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U.S. looks for 'signals' in bin Laden tape

Bin Laden in a 1998 photograph.
Bin Laden in a 1998 photograph.

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WASHINGTON (CNN) -- U.S. intelligence analysts are looking for possible signals in the audiotaped warning said to have been issued by Osama bin Laden, even as experts work to determine whether the al Qaeda leader was the speaker, Attorney General John Ashcroft said Wednesday.

"I am confident ... that very serious effort is being given not only to the tape itself and whether or not it might represent the voice of bin Laden, but also to the content of the tape and what might be signaled in the wording of the tape," Ashcroft said at a Justice Department news conference with FBI Director Robert Mueller.

"The fact of the tape out there does, and should, put us greater alert," Mueller said.

The statement, broadcast Tuesday by the Qatar-based satellite network Al-Jazeera, praises recent terror attacks against governments that have aligned themselves with Washington and threatens U.S. allies with more bloodshed if they support an American-led war against Iraq.

Ahmed Mwaffac Zeidan, Al-Jazeera's Islamabad bureau chief, said in his column Wednesday in Al-Hayat, a London-based Arabic language newspaper, that he obtained the tape in Pakistan.

President Bush told congressional leaders the voice on the tape appeared to be that of the al Qaeda leader and referred to the message as "timely."

Bush said later at a Cabinet meeting that no matter who released the tape, it puts the United States on notice that "there is an active enemy" that continues to pursue its goals through hate and killing.

"Whoever put this tape out has put the world on notice yet again that we're at war, and we need to take this message very seriously, and we will," he said.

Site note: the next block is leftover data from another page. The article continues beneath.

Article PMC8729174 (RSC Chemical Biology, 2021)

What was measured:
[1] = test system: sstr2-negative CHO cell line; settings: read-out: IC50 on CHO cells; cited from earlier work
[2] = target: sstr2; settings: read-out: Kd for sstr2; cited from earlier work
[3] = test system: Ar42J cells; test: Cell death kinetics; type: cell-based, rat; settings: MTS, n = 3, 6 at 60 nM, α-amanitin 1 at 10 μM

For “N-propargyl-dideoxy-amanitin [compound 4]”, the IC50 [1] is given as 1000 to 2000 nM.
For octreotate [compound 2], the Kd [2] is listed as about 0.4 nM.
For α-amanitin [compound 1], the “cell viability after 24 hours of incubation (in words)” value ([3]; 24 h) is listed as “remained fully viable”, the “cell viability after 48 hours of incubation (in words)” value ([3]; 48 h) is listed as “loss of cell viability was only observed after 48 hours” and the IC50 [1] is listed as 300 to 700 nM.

Bush added that the U.S. government and its 90 international allies continue to pursue terrorists: "We'll chase these people down one at a time. It doesn't matter how long it takes, we'll find them and bring them to justice."

Linguists 'almost certain' voice is bin Laden's

Linguists at the U.S. National Security Agency who know bin Laden's voice well said they are "almost certain" it is him on the tape, although the timbre of his speech is "somewhat different" from what it is on previous tapes, sources said. (More on tape analysis)

Other U.S. officials said they believe the tape was sent over a telephone line at some point during its journey from where it was recorded to the offices of Al-Jazeera.

Coalition intelligence sources said there is no indication the tape had been edited and that they think the tape dates from the last two and a half weeks.

The message calls Bush the "pharaoh of the century" and vows to avenge the deaths of Afghans, Iraqis and Palestinians.

"Why it is acceptable for [Muslims] to live with fear, murder, destruction, displacement, the orphaning of children and the widowing of women, but peace, security and happiness should be for you? This is not fair," the voice on the tape says.

"Now is the time to become equals. Just like you kill us, we will kill you."

The speaker refers to the killings of Germans in Tunisia and French in Pakistan in the past year, to the bombing of a French tanker off Yemen, to the killings of a U.S. Marine in Kuwait and Britons and Australians in the Indonesian resort isle of Bali last month, and to the seizure of a Moscow theater by Chechen rebels.

The tape's message came as security services and police in Europe are on high alert. Coalition intelligence agencies have warned that the threat of a new and massive attack is higher now than at any time since the September 11, 2001, attacks against the United States.

CIA Director George Tenet said in October that al Qaeda had reorganized since U.S. attacks in Afghanistan last year and "you must make the assumption that al Qaeda is in an execution phase and intends to strike us here and overseas."

CNN correspondents Mike Boettcher, Andrea Koppel, David Ensor and Octavia Nasr contributed to this story.

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